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Review of  Sociolinguistics and Second Language Acquisition

Reviewer: Valeria Buttini-Bailey
Book Title: Sociolinguistics and Second Language Acquisition
Book Author: Kimberly L. Geeslin Avizia Long
Publisher: Routledge (Taylor and Francis)
Linguistic Field(s): Applied Linguistics
Language Acquisition
Issue Number: 26.1325

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Review's Editor: Helen Aristar-Dry


Geeslin and Yim Long’s textbook explores the intersection of sociolinguistics and second language acquisition, offering a precious contribution that complements traditional cognitive and pedagogical approaches. It consists of ten chapters distributed in three sections; it also includes a preface, a list of tables, a list of figures, a list of examples, references and an index.


Section I, ''Principles of Sociolinguistic Variation and Second Language Acquisition'', consists of three introductory chapters that review the most central issues in second language acquisition and sociolinguistics.

Chapter One begins ''with a discussion of why sociolinguistics matters for the second language learner and why we, as researchers and language teachers, should seek to understand the impact of social factors on the language learner more fully'' (p. 3). Central issues in second language acquisition are then reviewed: what is input and what does it do, how can learner grammars be characterized, how does acquisition proceed, what is linguistic knowledge and where do we store it, what role does the first language play, can metalinguistic knowledge help.

Chapter Two explores the definition of sociolinguistic variation in greater depth and provides an overview of the most important principles of sociolinguistics as well as the recent developments in the field that have had a significant impact on research on variation in second languages. Several examples of language variation at differing levels of the grammar are also given: i.e. an example of phonological variation in the Arabic of Saudi Arabia, an example of morphological variation in Spanish, an example of syntactic variation in Chinese, an example of pragmatic variation in Spanish, and an example of lexical variation in American English.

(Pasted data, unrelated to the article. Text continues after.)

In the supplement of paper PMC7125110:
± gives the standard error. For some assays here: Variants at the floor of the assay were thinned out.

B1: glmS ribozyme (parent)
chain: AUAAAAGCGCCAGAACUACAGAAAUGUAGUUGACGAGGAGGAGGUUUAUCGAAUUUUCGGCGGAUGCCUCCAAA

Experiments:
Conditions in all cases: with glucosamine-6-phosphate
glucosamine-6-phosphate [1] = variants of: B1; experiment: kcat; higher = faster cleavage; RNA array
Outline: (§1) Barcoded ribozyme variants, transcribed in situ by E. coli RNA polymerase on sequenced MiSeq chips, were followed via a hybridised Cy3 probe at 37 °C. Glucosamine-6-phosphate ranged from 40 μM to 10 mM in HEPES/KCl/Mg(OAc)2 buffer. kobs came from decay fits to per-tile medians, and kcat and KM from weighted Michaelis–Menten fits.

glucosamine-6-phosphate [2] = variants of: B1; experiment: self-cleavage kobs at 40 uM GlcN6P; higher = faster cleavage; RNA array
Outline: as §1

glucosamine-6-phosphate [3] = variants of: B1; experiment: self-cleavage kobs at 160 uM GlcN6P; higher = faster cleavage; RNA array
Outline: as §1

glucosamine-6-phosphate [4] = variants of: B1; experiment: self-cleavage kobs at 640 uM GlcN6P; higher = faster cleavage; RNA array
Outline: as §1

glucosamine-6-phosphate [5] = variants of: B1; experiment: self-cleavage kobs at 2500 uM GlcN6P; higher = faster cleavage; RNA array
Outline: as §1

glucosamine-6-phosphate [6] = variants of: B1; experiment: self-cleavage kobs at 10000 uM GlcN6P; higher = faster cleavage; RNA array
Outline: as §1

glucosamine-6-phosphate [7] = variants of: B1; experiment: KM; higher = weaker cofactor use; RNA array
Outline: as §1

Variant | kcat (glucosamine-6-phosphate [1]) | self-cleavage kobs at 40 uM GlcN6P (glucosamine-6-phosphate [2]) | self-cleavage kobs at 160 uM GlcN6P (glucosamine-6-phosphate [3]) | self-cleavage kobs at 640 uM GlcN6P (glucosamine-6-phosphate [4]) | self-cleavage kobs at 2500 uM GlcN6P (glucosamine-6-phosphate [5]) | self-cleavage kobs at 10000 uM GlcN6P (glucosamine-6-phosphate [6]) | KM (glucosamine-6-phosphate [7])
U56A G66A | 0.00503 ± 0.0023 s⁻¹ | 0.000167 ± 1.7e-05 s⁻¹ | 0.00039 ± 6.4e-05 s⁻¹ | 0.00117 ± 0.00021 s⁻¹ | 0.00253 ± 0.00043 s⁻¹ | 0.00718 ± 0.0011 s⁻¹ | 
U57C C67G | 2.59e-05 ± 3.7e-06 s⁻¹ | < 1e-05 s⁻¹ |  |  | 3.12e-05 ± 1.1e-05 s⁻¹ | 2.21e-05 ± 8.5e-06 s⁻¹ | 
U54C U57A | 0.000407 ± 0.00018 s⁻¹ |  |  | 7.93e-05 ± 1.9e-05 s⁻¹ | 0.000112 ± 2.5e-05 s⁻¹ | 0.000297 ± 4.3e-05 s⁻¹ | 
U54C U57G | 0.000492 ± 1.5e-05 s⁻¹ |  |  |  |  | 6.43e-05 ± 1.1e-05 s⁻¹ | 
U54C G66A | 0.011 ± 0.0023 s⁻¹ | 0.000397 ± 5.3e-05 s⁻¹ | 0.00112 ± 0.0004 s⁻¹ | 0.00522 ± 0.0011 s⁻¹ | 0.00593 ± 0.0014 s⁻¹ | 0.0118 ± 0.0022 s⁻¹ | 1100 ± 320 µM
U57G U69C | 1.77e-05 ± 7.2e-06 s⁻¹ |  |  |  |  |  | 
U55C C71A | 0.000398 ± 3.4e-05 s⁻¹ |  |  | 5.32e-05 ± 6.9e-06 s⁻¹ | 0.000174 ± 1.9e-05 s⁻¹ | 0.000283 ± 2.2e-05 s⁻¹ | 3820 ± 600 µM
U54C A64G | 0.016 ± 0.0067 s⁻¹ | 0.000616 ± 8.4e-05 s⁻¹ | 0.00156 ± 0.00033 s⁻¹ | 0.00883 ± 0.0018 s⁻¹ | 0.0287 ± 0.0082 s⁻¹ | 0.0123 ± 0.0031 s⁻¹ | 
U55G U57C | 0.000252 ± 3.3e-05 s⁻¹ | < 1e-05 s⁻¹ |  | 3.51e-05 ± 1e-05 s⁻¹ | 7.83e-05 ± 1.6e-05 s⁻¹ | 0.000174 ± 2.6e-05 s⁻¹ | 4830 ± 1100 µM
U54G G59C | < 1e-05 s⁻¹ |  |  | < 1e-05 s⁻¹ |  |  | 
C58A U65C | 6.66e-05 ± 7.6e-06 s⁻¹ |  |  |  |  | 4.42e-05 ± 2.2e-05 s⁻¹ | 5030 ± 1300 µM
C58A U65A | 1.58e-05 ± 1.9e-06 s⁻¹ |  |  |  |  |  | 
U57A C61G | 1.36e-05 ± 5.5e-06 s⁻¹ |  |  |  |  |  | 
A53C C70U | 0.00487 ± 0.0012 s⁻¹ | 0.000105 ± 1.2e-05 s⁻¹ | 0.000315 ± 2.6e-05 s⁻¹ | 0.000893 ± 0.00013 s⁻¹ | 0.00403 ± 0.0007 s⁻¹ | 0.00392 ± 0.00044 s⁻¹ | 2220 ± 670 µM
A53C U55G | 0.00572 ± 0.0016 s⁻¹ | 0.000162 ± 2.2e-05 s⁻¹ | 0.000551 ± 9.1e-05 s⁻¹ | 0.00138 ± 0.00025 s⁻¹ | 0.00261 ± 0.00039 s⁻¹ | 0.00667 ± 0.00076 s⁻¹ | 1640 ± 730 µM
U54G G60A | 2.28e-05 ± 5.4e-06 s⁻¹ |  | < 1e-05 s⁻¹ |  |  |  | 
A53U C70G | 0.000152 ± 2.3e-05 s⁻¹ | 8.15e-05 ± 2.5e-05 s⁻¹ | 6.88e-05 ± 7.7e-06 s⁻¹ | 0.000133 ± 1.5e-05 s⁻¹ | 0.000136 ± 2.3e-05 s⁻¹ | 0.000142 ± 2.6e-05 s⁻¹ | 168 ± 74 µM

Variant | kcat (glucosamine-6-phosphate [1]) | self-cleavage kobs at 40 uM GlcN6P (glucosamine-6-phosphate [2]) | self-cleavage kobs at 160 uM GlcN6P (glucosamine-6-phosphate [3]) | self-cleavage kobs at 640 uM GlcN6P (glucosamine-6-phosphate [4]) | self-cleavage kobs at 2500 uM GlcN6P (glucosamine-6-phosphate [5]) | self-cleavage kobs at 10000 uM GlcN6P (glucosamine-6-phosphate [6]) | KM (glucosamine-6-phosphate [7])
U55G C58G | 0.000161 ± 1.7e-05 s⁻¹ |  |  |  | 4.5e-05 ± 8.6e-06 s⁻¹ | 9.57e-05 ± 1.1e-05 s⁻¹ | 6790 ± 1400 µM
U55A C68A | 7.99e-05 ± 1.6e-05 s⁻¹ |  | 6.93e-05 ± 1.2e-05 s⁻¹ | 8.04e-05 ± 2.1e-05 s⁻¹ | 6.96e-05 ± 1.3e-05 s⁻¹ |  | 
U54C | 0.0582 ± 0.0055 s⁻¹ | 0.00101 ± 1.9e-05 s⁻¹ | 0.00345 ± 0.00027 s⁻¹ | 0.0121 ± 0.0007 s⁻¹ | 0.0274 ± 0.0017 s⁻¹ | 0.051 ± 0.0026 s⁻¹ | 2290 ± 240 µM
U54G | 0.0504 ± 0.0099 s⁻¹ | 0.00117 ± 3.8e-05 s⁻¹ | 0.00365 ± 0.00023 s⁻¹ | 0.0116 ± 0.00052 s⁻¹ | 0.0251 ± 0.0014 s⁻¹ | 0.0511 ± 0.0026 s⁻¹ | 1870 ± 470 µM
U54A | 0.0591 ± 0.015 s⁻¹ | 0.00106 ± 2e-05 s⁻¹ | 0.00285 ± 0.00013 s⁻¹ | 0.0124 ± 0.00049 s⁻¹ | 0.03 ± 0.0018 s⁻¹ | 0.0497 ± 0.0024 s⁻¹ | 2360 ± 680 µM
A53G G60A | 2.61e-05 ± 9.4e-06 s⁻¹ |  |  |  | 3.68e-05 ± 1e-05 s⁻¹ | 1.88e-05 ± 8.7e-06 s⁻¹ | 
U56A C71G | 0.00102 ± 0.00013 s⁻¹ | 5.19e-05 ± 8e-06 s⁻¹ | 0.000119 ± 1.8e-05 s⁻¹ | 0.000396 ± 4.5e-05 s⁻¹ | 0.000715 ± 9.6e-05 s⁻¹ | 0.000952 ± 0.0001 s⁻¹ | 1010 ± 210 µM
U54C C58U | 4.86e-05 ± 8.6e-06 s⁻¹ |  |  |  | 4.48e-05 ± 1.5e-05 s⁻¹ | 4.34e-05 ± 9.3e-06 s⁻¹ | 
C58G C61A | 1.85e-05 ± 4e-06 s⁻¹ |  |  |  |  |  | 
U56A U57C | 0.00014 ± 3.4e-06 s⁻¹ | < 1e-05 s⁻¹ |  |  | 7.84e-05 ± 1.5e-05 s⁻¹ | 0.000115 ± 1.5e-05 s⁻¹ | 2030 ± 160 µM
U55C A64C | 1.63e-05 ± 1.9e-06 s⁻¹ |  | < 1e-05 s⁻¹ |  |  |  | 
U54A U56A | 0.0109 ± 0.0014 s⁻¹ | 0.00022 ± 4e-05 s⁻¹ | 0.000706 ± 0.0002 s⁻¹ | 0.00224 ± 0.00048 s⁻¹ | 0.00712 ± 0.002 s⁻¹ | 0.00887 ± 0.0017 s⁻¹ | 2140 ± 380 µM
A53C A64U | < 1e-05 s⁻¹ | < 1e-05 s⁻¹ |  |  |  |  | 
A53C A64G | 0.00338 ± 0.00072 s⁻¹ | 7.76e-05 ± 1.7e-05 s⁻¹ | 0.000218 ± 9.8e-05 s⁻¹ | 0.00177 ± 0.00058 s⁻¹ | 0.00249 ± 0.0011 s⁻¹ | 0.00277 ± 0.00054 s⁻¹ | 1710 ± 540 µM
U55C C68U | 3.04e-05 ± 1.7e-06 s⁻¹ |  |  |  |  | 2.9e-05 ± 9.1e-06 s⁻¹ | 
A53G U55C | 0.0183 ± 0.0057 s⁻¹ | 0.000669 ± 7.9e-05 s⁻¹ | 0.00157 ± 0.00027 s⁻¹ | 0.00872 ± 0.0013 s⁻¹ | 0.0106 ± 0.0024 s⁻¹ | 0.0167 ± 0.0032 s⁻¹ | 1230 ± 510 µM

Chapter Three explores both identity and social factors that are linked to variation, i.e. gender, age, ethnicity, socioeconomic factors, level of education and discourse context. The chapter also offers a handful of examples that demonstrate how variation is conditioned by these factors, and it ends with a brief discussion on what these sociolinguistic findings mean for second language acquisition.

With section Two, ''Approaches to the study of sociolinguistics and second language acquisition'', the volume turns its attention to second language learners. This section consists of five chapters.

Chapter Four deals with the social approaches to second language acquisition, i.e. ''approaches that place social elements of language learning and language use at the forefront and prioritize the examination of the influence of social context on language'' (p. 78). The approaches discussed are the Acculturation Model, the Accommodation Theory, the Sociocultural Theory, the Identity Approach, the Language Socialization Approach, the Conversation-Analytic Approach, and the Sociocognitive Approach. For each approach, the chapter provides an overview that identifies the ways in which that model accounts for the impact of social factors and the claims made regarding the role of social factors in learning a second language. The chapter also briefly describes the manner in which research on second language acquisition was conducted under each approach, and it offers a critical evaluation of the models.

Chapter Five explores the cognitive approaches to second language acquisition, i.e. theories which have their focus on mental activities or cognition. The approaches discussed are Optimality Theory, Connectionism, Usage-Based Models, and System-Based Theories. As in Chapter Four, the manner in which research on second language acquisition was conducted under each approach is described, and a critical evaluation of the models is offered.

Chapter Six focuses on one particular approach, i.e. the Variationist Approach, which ''sought to identify the internal (i.e., linguistic) and external (i.e., social) factors influencing variability in language'' (p. 138) and ''represents a viable bridge between the range of theories outlined in the two preceding chapters'' (p. 138). The chapter introduces the specific models used by variationist-oriented second language researchers, with a focus on probabilistic models of language variation. The tools for collecting and analyzing data (both qualitative and quantitative methods) are discussed, as well as the factors most commonly examined in this area of research (i.e., factors related to the speaker, to the interlocutor and to the speech context). The chapter also provides an overview of how models of second language variation were initially conceptualized and gradually modified over time. The Chameleon Model, the Wave Theory and Dennis Preston’s psycholinguistic model are described. The chapter ends with a critical analysis of variationist approaches and their compatibility with other models that attempt to account for second language variation.